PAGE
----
I DON’T KNOW WHAT became of that baby. She disappeared around the corner of the pool and we packed up our things and returned to our room, sad we’d had our last day in Costa Rica but happy we’d had the colorful experiences it offered. I’m genuinely hopeful that disinterested black bird was a parent who assessed the situation from afar and who–as is so often the case with the animal kingdom if not the human one–determined the baby would be fine, then left her alone to work through the challenges on her own. I’m even secretly hopeful the baby rejoined the flock and in short order was irritating tourists–fries, buns and all–on the other side of that gorgeous, meandering Marriott pool.
In any event I’m thankful for the lesson she brought me. We are all worthy of love, even those–and perhaps especially those–who somehow seem to least deserve it.
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And still we worried as darkness fell and temperatures dropped. That nest and those babies were now fully exposed to all manner of night-time terrors, so much so that when we went to bed, we left the blinds open to ensure we were awakened the moment the sun rose. I jumped out of bed and ran to the window to see–one, two, three, four babies! All was well!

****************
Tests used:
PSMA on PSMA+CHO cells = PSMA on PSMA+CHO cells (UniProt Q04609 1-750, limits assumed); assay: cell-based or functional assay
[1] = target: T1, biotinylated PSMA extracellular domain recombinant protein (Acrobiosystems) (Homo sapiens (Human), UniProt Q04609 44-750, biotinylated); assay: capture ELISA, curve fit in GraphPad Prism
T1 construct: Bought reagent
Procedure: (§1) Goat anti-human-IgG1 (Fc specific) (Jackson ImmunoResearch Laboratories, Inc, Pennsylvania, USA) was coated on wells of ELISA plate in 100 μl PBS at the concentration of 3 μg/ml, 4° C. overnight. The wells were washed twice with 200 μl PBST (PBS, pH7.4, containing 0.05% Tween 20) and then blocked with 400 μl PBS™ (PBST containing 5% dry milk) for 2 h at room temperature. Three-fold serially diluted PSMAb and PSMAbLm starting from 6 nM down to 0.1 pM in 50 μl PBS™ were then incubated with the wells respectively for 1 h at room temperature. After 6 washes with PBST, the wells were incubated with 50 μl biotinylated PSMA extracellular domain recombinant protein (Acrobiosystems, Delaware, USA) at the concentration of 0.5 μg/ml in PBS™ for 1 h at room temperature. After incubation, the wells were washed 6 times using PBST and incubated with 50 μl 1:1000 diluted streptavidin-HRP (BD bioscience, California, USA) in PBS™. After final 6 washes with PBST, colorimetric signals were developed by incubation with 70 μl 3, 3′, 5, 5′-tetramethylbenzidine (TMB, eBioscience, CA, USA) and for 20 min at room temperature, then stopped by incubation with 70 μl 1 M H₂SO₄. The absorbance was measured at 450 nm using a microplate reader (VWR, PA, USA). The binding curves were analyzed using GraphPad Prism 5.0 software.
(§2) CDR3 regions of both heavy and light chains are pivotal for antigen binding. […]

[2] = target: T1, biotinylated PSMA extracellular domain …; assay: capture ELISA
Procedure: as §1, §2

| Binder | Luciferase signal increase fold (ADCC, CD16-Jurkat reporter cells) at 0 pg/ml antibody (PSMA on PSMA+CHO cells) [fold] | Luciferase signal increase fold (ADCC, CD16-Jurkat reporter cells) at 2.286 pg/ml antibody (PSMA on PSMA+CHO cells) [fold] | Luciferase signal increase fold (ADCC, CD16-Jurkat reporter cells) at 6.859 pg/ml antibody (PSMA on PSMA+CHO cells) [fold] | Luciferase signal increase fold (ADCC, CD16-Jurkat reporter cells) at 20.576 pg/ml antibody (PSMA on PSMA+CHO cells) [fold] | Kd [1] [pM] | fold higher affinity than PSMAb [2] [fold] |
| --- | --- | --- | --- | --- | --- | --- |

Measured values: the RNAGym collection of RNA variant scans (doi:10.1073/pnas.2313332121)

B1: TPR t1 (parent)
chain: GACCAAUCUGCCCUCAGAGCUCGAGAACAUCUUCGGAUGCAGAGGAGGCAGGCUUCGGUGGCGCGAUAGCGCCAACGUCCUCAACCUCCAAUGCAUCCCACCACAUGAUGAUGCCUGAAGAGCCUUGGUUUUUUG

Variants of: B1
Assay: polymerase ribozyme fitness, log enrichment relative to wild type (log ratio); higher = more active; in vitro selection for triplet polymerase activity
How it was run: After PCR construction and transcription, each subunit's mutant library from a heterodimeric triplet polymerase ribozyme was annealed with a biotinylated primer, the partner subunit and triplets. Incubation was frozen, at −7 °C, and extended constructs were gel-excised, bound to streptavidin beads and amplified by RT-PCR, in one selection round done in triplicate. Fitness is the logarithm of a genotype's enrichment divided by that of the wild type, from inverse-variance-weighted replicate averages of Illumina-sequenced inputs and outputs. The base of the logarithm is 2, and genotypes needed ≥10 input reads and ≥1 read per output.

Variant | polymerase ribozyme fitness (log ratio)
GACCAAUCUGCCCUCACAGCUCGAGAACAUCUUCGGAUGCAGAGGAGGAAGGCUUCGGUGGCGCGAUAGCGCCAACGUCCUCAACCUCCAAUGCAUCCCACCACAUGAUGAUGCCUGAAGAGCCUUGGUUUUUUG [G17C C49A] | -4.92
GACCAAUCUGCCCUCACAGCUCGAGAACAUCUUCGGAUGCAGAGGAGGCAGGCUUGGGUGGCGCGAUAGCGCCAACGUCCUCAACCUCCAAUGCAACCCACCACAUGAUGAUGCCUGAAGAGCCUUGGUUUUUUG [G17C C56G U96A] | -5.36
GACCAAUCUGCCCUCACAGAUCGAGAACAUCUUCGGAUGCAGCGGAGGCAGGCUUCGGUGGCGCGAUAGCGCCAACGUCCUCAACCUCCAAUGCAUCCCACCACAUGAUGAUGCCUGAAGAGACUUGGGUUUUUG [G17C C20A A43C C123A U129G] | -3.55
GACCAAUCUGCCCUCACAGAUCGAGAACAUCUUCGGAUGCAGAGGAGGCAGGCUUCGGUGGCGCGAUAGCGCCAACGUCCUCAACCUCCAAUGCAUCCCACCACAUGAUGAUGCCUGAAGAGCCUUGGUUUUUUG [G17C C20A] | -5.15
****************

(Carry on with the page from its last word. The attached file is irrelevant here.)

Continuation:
Until a little bit later, that is, when Tim passed by the window and laughingly commented:
One of those babies is up so high on the edge of the nest he looks like he’ll fall right out!
And fall he did, not five minutes later.
The landing was soft, with the nest already on the ground. But he was out, and those other three–his brothers and sisters–were in.
And this made me mighty nervous. Even more so when we realized the other three were clamoring for him and hanging on to the very same edge. (There was a great deal of guilt, if I’m telling the truth, as our weed eater had wiped away the side of their nest.) Within the hour, the three were out, as well.
LEST YOU JUDGE ME HARSHLY for this next part of the story, for which I certainly could not blame you, do let me remind you this was all taking place high in the Blue Ridge mountains–a wild country filled with all manner of wild animals, and bears. How that nest had made it undisturbed to this point was a mystery to me. And now those babies were totally exposed and helpless, their tiny wings not yet developed enough to take flight. And so I gathered my nerve and timidly approached my sweet, understanding husband.
Do you think we should try to put them back? I ventured.
No, he said.